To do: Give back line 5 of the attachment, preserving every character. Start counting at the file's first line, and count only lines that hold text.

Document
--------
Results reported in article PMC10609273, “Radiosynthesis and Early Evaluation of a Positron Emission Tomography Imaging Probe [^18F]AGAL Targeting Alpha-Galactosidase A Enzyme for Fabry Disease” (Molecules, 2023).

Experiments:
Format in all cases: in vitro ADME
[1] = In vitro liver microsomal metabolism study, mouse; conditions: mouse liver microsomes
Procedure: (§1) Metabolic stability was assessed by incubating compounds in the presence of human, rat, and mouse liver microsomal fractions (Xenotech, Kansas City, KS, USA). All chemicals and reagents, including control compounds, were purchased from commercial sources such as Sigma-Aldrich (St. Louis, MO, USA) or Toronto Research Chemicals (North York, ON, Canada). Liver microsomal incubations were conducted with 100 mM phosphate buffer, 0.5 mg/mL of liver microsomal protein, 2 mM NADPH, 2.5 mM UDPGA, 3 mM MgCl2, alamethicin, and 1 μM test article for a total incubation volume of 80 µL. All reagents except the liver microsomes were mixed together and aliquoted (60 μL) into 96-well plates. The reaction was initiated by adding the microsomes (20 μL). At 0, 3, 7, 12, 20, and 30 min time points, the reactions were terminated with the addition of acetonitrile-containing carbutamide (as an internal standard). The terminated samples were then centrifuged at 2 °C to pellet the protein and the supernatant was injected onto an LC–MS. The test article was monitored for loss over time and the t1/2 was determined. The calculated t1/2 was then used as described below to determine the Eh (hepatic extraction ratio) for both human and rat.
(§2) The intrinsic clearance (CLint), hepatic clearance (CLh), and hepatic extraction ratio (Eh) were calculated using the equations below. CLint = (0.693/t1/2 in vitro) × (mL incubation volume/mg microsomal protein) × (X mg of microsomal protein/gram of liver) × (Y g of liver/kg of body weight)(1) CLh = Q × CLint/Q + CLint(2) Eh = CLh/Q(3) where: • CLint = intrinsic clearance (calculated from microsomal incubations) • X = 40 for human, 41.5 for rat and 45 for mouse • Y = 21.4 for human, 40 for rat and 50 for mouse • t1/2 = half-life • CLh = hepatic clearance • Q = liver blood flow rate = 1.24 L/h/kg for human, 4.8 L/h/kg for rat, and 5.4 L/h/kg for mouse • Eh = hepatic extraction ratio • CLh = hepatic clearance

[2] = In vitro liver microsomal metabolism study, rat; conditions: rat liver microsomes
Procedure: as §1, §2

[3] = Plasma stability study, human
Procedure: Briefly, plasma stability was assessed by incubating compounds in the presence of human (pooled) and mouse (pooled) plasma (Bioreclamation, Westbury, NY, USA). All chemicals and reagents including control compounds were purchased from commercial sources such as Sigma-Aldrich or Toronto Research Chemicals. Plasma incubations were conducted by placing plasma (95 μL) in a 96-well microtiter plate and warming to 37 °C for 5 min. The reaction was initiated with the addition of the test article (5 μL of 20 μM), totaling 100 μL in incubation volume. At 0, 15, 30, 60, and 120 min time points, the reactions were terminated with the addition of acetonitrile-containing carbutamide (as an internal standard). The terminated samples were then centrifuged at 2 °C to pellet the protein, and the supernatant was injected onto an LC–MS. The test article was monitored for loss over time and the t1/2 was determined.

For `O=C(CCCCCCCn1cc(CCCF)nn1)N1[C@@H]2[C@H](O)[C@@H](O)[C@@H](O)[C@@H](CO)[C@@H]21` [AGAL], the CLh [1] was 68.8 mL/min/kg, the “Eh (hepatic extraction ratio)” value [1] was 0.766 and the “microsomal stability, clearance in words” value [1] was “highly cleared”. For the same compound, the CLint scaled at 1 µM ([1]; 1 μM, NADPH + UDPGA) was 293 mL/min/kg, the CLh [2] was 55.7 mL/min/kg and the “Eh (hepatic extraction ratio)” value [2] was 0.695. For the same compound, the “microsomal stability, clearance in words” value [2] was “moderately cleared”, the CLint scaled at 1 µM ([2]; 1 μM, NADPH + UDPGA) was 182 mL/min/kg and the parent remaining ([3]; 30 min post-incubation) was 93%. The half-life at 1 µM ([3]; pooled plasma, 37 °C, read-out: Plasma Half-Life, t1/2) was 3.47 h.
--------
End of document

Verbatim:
Procedure: (§1) Metabolic stability was assessed by incubating compounds in the presence of human, rat, and mouse liver microsomal fractions (Xenotech, Kansas City, KS, USA). All chemicals and reagents, including control compounds, were purchased from commercial sources such as Sigma-Aldrich (St. Louis, MO, USA) or Toronto Research Chemicals (North York, ON, Canada). Liver microsomal incubations were conducted with 100 mM phosphate buffer, 0.5 mg/mL of liver microsomal protein, 2 mM NADPH, 2.5 mM UDPGA, 3 mM MgCl2, alamethicin, and 1 μM test article for a total incubation volume of 80 µL. All reagents except the liver microsomes were mixed together and aliquoted (60 μL) into 96-well plates. The reaction was initiated by adding the microsomes (20 μL). At 0, 3, 7, 12, 20, and 30 min time points, the reactions were terminated with the addition of acetonitrile-containing carbutamide (as an internal standard). The terminated samples were then centrifuged at 2 °C to pellet the protein and the supernatant was injected onto an LC–MS. The test article was monitored for loss over time and the t1/2 was determined. The calculated t1/2 was then used as described below to determine the Eh (hepatic extraction ratio) for both human and rat.